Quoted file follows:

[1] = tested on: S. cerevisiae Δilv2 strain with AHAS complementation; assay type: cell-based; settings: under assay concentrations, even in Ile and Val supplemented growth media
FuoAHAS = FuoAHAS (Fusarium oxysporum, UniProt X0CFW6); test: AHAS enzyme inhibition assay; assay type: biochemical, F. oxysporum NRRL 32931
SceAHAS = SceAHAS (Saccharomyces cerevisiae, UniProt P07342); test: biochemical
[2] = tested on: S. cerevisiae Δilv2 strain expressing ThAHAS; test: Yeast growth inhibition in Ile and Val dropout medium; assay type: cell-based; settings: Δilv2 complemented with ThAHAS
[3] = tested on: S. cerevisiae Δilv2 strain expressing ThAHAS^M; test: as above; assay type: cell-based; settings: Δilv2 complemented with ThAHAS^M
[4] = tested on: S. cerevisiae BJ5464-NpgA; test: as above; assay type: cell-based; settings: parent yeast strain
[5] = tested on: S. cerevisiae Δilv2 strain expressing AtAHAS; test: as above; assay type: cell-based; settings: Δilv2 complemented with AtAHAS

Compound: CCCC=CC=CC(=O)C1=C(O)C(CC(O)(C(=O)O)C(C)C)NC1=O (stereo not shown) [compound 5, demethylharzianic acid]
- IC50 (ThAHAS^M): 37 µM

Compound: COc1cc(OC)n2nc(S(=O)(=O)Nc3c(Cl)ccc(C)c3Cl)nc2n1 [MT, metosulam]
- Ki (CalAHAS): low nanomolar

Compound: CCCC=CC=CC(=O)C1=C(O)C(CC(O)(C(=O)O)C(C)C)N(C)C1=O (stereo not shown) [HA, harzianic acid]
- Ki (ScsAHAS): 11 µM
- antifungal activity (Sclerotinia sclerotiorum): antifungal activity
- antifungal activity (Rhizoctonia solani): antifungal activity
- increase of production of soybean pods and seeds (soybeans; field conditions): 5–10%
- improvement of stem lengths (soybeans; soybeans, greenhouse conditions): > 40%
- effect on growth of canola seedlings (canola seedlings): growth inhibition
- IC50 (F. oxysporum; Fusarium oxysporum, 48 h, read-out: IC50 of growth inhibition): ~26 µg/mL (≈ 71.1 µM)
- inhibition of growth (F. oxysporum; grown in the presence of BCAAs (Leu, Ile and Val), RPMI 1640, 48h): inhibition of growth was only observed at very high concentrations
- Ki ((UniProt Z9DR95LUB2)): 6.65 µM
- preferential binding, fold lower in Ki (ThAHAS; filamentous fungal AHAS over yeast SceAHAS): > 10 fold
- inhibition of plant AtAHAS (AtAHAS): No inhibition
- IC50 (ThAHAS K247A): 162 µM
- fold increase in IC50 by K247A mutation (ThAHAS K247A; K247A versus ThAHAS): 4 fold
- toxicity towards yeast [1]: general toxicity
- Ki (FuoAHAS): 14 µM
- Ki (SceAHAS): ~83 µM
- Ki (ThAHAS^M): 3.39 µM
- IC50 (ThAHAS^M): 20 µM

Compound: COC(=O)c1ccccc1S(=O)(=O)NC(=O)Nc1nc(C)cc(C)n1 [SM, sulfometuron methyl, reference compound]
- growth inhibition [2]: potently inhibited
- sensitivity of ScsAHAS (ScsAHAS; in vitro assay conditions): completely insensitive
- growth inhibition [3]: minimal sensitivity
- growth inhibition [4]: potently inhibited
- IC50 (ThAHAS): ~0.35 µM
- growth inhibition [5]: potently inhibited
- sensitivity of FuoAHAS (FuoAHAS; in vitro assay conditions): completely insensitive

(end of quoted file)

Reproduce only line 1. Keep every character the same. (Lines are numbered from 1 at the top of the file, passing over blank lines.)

[1] = tested on: S. cerevisiae Δilv2 strain with AHAS complementation; assay type: cell-based; settings: under assay concentrations, even in Ile and Val supplemented growth media